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Is Relapse Really Part Of Recovery?

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Is relapse really a part of the recovery process? While relapse can be part of recovering from substance and alcohol abuse, it doesn’t have to be! Some people who become sober never pick up a drink or drug again. Although relapse statistics for substance abuse disorders (SUDs) and alcohol use disorders (AUDs) vary widely, what is known about relapse is that it is common. 

It’s important to note when discussing relapse, that just because a person relapses, does not make him/her a failure. Nor does it mean that an individual is hopeless and beyond help. Many people who have relapsed from alcohol and drugs—even multiple times—eventually go on to experience continuous and healthy recovery

At Futures Recovery Healthcare we understand the complexity of addiction and relapse. To help those with SUD and AUD, we base our recovery program on the principle of “meeting people where they are,” by offering multiple pathways for recovery. Part of tailoring SUD treatment to what works best for each individual includes exploring specific relapse triggers and helping find personalized preventative solutions.

Our ultimate goal is to help provide gentle guidance and comprehensive support to enable lasting, quality recovery. 

Now, let’s take a deeper look at what relapse means when discussing addiction and recovery, and learn more about relapse-prevention strategies.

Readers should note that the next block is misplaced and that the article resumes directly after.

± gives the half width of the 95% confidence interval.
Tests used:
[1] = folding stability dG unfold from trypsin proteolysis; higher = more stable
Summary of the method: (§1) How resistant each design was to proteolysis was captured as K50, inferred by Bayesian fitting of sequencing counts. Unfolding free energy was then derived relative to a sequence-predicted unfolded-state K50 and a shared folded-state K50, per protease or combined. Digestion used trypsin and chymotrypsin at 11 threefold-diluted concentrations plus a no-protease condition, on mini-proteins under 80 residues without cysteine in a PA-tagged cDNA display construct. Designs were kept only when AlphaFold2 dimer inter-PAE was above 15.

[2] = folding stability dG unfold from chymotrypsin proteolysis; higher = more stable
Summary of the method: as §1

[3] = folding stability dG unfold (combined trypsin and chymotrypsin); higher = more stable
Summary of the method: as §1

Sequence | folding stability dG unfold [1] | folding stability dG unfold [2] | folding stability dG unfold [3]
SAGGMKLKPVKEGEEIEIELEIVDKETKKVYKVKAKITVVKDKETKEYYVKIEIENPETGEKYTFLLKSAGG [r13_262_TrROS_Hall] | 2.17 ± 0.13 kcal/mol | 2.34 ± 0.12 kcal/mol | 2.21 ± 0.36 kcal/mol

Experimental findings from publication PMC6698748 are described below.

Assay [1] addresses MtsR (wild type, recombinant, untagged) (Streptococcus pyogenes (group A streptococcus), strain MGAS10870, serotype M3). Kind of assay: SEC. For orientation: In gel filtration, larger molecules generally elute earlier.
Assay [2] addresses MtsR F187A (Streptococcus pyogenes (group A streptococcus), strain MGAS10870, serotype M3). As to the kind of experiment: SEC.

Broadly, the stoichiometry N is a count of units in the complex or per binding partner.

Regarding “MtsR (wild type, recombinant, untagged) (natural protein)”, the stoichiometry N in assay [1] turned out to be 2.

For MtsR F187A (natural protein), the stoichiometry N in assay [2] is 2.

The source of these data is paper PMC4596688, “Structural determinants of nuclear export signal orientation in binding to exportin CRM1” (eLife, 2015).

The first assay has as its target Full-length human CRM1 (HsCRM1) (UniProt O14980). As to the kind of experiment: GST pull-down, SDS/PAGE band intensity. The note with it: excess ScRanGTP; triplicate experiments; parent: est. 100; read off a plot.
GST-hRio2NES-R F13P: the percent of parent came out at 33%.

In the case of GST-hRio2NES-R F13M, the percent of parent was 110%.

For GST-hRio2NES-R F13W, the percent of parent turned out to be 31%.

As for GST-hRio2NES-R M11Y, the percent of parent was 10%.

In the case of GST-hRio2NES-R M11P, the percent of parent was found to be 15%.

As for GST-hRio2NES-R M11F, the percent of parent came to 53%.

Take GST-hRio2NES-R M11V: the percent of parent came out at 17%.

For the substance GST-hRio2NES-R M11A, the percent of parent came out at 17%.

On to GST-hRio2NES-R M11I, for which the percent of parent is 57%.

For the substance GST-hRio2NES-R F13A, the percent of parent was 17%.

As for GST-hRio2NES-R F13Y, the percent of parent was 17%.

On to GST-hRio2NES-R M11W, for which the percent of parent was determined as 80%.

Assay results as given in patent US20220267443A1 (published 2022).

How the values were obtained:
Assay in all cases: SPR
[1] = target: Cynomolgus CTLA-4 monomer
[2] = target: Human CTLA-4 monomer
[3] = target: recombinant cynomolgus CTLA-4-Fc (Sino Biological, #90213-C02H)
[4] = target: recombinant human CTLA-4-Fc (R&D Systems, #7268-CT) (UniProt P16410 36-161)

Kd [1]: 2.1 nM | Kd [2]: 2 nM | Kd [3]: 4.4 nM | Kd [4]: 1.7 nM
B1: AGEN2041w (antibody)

Taking a Look at Relapse and Recovery Statistics 

When talking about SUD and AUD relapse statistics, it’s important to note that they can vary from publication to publication and even in terms of percentages of relapse among populations. This variation in relapse statistics has much to do with people—even addiction experts—perceiving the meaning of “relapse” differently. 

The simple Merriam-Webster Dictionary meaning of relapse is “The act or an instance of backsliding, worsening, or subsiding,” and “A recurrence of symptoms of a disease after a period of improvement.”

Similarly, an evidence-based study provides this descriptor of relapse: “Although there are many definitions of relapse, it is generally considered as a return to previous pattern of substance use.” 

While most people agree on the premise of relapse as “returning to a pattern of substance use,” where relapse becomes complicated is when defining abstinence as it relates to recovery. For example, if a person has been treated for heroin addiction and has six months of abstinence, but then decides to start drinking —does this constitute a relapse? 

Some people say yes because a substance is a substance. Others argue that because heroin was the individual’s “choice of substance” and not alcohol, that this is not considered a relapse. 

Regardless of how you define relapse or different ways that studies demonstrate incidences of relapse, there are many things that are definitively known about relapse.

Using the blanket definition of relapse as “returning to a pattern of substance use,” what studies clearly demonstrate is that: 

“The chronic nature of the disease means that relapsing to drug abuse is not only possible but also likely, with symptom recurrence rates similar to those for other well-characterized chronic medical illnesses—such as diabetes, hypertension, and asthma.” —National Institute on Drug Abuse